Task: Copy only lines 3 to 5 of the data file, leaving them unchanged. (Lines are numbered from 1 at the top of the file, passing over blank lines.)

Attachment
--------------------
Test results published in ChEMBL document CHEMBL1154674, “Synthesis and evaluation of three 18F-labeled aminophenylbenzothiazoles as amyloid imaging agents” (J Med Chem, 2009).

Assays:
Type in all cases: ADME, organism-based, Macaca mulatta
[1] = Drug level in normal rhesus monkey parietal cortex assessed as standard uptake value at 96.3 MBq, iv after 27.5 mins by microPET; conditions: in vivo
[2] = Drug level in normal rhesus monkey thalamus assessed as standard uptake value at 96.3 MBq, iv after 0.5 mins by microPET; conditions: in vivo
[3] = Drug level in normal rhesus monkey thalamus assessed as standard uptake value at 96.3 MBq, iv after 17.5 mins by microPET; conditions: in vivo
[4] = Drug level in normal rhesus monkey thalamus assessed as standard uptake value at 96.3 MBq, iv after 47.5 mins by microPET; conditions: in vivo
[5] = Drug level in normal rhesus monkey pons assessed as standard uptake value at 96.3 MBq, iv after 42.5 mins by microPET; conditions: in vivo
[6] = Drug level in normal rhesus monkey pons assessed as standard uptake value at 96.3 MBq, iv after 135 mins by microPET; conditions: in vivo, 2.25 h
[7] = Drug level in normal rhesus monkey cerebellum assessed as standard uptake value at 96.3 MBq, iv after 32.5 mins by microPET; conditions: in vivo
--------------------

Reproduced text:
Type in all cases: ADME, organism-based, Macaca mulatta
[1] = Drug level in normal rhesus monkey parietal cortex assessed as standard uptake value at 96.3 MBq, iv after 27.5 mins by microPET; conditions: in vivo
[2] = Drug level in normal rhesus monkey thalamus assessed as standard uptake value at 96.3 MBq, iv after 0.5 mins by microPET; conditions: in vivo